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In zsh, a subshell created via parentheses can have an rcfile sourced to use commands which may be aliases, only available when specific directories are added to PATH, etc.:

~ » /bin/zsh -c "workon"
zsh:1: command not found: workon
------------------------------------------------------------
~ » /bin/zsh -c "source ~/.zshrc; workon"
env1
env2
env3
... (expected output)

However, the same is not true with bash:

~ » /bin/bash -c "workon"
/bin/bash: workon: command not found
------------------------------------------------------------
~ » /bin/bash -c "source ~/.bashrc; workon"
/bin/bash: workon: command not found
------------------------------------------------------------
~ » bash
sean@helium:~$ workon
env1
env2
env3
... (expected output)

Is there any way a bash subshell can source an rcfile?


To get a head-start on "X-Y problem" responses, this is for a script called in:

#!/bin/zsh
(source ~/.zshrc; cd $1; ${@:2})

I have a directory full of projects (using git) where I often forget if I have left anything uncommitted, so in allows me to quickly write $ in ProjectDir/ git status, rather than $ (cd ProjectDir; git status) (the former feels easier to type than the latter).

Preferably, I would like this script usable with bash (which is why I ask, even though it works currently with zsh).

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  • The standard answer is to use exported functions instead of aliases, eg workon() { ...; }; export workon. Alternatively, make workon a script in one of the directories in $PATH.
    – AFH
    May 15, 2018 at 22:03
  • @AFH workon is actually an exported function, part of a Python package called virtualenvwrapper, my apologies for mislabeling it an alias. May 15, 2018 at 22:05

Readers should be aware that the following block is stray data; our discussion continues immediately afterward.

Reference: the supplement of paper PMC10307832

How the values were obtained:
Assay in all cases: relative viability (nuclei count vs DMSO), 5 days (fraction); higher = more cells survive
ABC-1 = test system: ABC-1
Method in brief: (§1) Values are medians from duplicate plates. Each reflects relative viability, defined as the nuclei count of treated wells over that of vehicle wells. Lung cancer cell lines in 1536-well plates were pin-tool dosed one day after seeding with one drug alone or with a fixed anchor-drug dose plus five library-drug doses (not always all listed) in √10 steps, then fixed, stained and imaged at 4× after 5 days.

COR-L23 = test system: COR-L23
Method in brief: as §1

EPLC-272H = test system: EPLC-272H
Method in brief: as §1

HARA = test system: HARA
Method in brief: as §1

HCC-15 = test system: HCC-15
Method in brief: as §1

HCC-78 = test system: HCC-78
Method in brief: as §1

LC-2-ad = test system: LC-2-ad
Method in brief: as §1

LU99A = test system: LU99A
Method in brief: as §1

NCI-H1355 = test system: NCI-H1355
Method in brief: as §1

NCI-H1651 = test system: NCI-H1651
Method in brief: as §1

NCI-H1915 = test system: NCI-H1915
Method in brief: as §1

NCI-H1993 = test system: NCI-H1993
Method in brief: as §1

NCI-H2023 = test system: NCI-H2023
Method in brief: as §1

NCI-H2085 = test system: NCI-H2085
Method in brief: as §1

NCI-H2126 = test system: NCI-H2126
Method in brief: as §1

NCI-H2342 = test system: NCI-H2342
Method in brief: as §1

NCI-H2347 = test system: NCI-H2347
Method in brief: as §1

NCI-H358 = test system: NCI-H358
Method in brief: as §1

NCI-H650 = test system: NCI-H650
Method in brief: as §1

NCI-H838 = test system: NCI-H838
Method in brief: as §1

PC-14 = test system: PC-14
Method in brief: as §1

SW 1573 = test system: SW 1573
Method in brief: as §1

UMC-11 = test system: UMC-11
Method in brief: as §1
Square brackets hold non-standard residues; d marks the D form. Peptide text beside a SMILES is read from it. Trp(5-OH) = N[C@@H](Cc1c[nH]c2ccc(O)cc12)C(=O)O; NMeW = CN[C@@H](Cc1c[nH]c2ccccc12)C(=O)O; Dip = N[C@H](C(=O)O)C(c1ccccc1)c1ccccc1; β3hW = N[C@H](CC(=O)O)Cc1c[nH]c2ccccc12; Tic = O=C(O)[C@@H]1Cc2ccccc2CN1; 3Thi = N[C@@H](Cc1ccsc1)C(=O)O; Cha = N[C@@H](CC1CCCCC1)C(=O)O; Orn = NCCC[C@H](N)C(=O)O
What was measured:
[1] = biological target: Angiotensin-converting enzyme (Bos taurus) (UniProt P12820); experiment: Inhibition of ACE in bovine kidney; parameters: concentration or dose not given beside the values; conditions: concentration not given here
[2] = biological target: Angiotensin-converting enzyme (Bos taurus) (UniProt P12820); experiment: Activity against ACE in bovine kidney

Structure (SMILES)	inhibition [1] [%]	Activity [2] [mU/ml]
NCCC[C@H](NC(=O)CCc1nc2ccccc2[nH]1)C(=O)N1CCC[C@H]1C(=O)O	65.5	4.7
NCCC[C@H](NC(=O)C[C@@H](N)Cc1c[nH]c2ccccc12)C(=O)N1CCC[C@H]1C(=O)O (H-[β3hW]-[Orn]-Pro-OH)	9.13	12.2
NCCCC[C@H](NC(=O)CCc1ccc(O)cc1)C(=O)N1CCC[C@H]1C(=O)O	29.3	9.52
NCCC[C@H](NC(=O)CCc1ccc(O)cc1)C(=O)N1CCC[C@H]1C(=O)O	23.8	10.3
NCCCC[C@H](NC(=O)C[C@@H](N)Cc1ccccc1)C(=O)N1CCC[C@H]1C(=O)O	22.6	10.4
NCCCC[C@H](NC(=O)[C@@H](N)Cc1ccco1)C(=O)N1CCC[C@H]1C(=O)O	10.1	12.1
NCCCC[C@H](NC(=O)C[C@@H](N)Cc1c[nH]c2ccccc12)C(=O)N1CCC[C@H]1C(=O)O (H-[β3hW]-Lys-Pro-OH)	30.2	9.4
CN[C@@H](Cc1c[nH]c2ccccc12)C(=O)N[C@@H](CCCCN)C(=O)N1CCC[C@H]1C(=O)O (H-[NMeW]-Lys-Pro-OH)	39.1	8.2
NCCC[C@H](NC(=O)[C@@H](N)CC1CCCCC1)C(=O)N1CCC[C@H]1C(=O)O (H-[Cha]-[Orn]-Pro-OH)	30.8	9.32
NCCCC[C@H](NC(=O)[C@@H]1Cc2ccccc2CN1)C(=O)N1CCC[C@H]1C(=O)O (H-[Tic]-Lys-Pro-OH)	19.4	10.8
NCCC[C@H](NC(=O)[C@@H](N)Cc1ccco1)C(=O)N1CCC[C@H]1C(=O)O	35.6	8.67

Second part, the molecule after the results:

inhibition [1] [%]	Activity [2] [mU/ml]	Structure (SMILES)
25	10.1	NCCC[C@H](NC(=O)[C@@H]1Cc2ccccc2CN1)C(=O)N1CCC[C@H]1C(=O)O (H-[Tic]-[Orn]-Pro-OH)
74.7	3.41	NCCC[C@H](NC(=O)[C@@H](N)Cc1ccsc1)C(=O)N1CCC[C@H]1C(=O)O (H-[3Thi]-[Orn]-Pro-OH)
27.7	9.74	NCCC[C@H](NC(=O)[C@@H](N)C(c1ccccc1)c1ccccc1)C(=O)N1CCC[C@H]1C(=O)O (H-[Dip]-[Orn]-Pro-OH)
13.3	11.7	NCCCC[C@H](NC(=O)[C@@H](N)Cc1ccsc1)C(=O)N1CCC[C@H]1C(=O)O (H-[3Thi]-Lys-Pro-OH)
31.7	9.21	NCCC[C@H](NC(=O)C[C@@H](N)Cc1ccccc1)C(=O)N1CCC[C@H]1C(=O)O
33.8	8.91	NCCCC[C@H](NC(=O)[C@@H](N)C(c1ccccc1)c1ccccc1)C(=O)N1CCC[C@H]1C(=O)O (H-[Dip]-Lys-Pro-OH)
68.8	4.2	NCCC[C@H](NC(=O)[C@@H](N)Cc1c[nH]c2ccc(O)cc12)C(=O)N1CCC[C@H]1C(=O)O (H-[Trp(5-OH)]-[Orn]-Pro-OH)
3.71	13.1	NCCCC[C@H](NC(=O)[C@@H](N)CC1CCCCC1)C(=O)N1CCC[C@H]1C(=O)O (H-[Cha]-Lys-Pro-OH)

• I think you don't need (…) in your in script (if you run it in bash). May 15, 2018 at 22:07
  • "Preferably, I would like this script usable with bash" – This I don't understand. You can run in from within bash if your $PATH is right, regardless of the script shebang. If it works when interpreted by zsh, why do you need to change it? May 15, 2018 at 22:12
  • I apologise: I omitted -f from the export in my definition of workon - it should have been workon() { ...; }; export -f workon. Exported functions should work in any subshell, so workon ought to be found without needing to run ~/.bashrc beforehand (PATH is exported). With this or an equivalent definition, bash -c workon should be sufficient, though I don't see why you would use bash -c at all. By the way, you do not need the brackets around the second line of in, since scripts run in a subshell (unless invoked with source), and you don't need a further level of subshell.
    – AFH
    May 15, 2018 at 23:10

1 Answer 1

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In my Kubuntu the first thing .bashrc does is this:

# If not running interactively, don't do anything
case $- in
    *i*) ;;
      *) return;;
esac

I guess your .bashrc is similar. This is why /bin/bash -c "source ~/.bashrc; …" "doesn't" source. If you used bash -i -c … then .bashrc would be sourced automatically and your source would parse it unnecessarily for the second time.

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